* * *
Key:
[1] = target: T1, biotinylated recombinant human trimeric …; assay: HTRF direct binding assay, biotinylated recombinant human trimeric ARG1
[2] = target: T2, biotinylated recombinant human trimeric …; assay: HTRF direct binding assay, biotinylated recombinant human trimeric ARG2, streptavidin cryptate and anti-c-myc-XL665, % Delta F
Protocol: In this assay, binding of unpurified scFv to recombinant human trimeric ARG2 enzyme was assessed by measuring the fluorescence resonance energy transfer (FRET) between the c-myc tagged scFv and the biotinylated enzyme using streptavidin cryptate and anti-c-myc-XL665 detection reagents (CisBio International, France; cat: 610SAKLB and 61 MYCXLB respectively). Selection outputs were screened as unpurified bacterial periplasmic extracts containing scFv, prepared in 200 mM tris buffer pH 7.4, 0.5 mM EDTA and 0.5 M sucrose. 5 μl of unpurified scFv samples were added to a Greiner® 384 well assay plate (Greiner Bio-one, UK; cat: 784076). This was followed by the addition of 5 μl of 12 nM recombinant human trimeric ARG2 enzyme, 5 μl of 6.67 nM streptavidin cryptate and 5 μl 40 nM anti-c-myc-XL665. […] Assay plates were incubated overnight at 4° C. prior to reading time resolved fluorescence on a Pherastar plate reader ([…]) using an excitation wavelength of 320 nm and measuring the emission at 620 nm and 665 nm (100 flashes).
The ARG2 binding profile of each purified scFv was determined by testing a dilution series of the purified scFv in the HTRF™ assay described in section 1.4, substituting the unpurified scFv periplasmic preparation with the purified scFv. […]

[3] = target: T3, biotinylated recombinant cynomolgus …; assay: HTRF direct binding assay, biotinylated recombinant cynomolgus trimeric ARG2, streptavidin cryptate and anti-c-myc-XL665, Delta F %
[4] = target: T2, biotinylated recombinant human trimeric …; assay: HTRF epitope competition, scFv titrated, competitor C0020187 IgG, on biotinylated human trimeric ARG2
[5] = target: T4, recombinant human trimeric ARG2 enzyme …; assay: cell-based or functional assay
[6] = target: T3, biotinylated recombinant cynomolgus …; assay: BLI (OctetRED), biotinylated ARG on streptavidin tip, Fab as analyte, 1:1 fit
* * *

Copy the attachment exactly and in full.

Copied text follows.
Key:
[1] = target: T1, biotinylated recombinant human trimeric …; assay: HTRF direct binding assay, biotinylated recombinant human trimeric ARG1
[2] = target: T2, biotinylated recombinant human trimeric …; assay: HTRF direct binding assay, biotinylated recombinant human trimeric ARG2, streptavidin cryptate and anti-c-myc-XL665, % Delta F
Protocol: In this assay, binding of unpurified scFv to recombinant human trimeric ARG2 enzyme was assessed by measuring the fluorescence resonance energy transfer (FRET) between the c-myc tagged scFv and the biotinylated enzyme using streptavidin cryptate and anti-c-myc-XL665 detection reagents (CisBio International, France; cat: 610SAKLB and 61 MYCXLB respectively). Selection outputs were screened as unpurified bacterial periplasmic extracts containing scFv, prepared in 200 mM tris buffer pH 7.4, 0.5 mM EDTA and 0.5 M sucrose. 5 μl of unpurified scFv samples were added to a Greiner® 384 well assay plate (Greiner Bio-one, UK; cat: 784076). This was followed by the addition of 5 μl of 12 nM recombinant human trimeric ARG2 enzyme, 5 μl of 6.67 nM streptavidin cryptate and 5 μl 40 nM anti-c-myc-XL665. […] Assay plates were incubated overnight at 4° C. prior to reading time resolved fluorescence on a Pherastar plate reader ([…]) using an excitation wavelength of 320 nm and measuring the emission at 620 nm and 665 nm (100 flashes).
The ARG2 binding profile of each purified scFv was determined by testing a dilution series of the purified scFv in the HTRF™ assay described in section 1.4, substituting the unpurified scFv periplasmic preparation with the purified scFv. […]

[3] = target: T3, biotinylated recombinant cynomolgus …; assay: HTRF direct binding assay, biotinylated recombinant cynomolgus trimeric ARG2, streptavidin cryptate and anti-c-myc-XL665, Delta F %
[4] = target: T2, biotinylated recombinant human trimeric …; assay: HTRF epitope competition, scFv titrated, competitor C0020187 IgG, on biotinylated human trimeric ARG2
[5] = target: T4, recombinant human trimeric ARG2 enzyme …; assay: cell-based or functional assay
[6] = target: T3, biotinylated recombinant cynomolgus …; assay: BLI (OctetRED), biotinylated ARG on streptavidin tip, Fab as analyte, 1:1 fit